FIG. 1 is a cross-sectional view of a portion of a semiconductor wafer including an anti-reflection coating in accordance with an embodiment of the invention; and
FIG. 2 is a cross sectional view of a portion of a semiconductor wafer in accordance with another embodiment of the invention.
It will be appreciated that, for purposes of illustration, these figures are not necessarily drawn to scale.
FIG. 1 illustrates a portion of a semiconductor substrate, 10, such as silicon, which is utilized to fabricate semiconductor devices Such as those normally found in integrated circuits. Formed over the substrate, 10, are areas of thin oxide, 11, and areas of thick oxide, 12, (also known as field oxide). Formed over the oxide portions is a layer of metal, 18, such as tungsten-doped polysilicon, which ultimately will be patterned to form gate electrodes in MOSFET devices (not shown). Due to the presence of the thin and thick oxide portions, a non-planar surface is formed which creates undesired interference patterns when an energy-sensitive material such as a photoresist layer, 16, is formed over the substrate and exposed to light to create a pattern in the layer, 16. The use of the gate stack is just an example of the use of the invention. Any stack with varying topography may also utilize the invention.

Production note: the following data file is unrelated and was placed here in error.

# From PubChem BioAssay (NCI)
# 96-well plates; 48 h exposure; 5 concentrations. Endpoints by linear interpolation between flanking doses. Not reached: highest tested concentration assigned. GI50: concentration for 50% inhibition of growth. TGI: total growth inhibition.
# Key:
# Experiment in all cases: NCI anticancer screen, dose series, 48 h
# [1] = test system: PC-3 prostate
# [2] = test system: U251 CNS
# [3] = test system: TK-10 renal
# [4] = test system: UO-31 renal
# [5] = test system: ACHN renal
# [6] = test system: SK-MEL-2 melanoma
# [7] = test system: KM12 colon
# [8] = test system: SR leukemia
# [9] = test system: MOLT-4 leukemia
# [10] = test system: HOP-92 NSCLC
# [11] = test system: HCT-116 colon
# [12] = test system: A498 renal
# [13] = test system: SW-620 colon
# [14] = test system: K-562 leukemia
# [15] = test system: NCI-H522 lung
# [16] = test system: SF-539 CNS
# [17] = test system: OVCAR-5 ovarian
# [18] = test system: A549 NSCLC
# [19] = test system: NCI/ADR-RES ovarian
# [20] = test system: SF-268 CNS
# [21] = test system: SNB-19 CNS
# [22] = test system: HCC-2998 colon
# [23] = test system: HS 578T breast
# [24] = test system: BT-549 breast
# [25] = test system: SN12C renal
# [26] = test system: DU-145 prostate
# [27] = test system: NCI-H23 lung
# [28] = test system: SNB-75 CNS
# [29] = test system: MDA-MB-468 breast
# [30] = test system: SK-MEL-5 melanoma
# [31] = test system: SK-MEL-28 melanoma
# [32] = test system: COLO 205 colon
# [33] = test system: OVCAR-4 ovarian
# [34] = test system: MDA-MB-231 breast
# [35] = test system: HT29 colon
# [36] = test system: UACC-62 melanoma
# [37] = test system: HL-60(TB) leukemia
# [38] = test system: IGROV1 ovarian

In order to alleviate this problem, an anti-reflecting coating, 17, is formed between the substrate, 10, and the photoresist layer, 16. In this particular example, the coating, 17, comprises three layers, 13-15, of a silicon-containing oxide such as silicon oxynitride, each with different indices of refraction, n, ratios of silicon-to-oxynitride, x, and extinction coefficients, k. Each layer, 13-15, is formed by standard plasma deposition employing silane gas and nitrous oxide.
The indices of refraction, ratio of silicon-to-oxynitride, and extinction coefficients are varied in the three layers, 13-15, by varying the ratio of silane to nitrous oxide during the deposition according to known techniques. In this example, the three layers, 13-15, are designed to be used with a photoresist layer, 16, which is exposed to deep ultra violet light (approx. 248 nm) to create a pattern therein. Such exposure can be used to form feature sizes as small as 0.16 microns.
The first deposited layer, 13, comprises silicon oxynitride with a thickness of approximately 400 angstroms, although a thickness within the range 350 to 450 angstroms would be preferred. The ratio of silicon-to-oxynitride, x1, was approximately 1.6, with a preferred range of 1.0 to 2.0. The extinction coefficient, k1, was approximately 1.47, with a preferred range of 1.1 to 1.9. As known in the art, the extinction coefficient is a function of the bandgap of the material and is measured at the wavelength of the light which will expose the photoresist, 16, which in this example is 248 nm. The layer, 13 was formed with a silane to nitrous oxide ratio of approximately 1 to 1.6.
The second deposited layer, 14, comprises silicon oxynitride with a thickness of approximately 200 angstroms, although a thickness within the range 150 to 250 angstroms would be preferred. The index of refraction, n2, was approximately 2.05, although an index of refraction within the range 1.95 to 2.25 is preferred. The ratio of silicon-to-oxynitride, x2, was approximately 0.33, with a preferred range of 0.25 to 0.45. The extinction coefficient, k2, was approximately 0.56, with a preferred range of 0.4 to 0.8. The layer, 14, was formed with a silane to nitrous oxide ratio of approximately 1 to 3.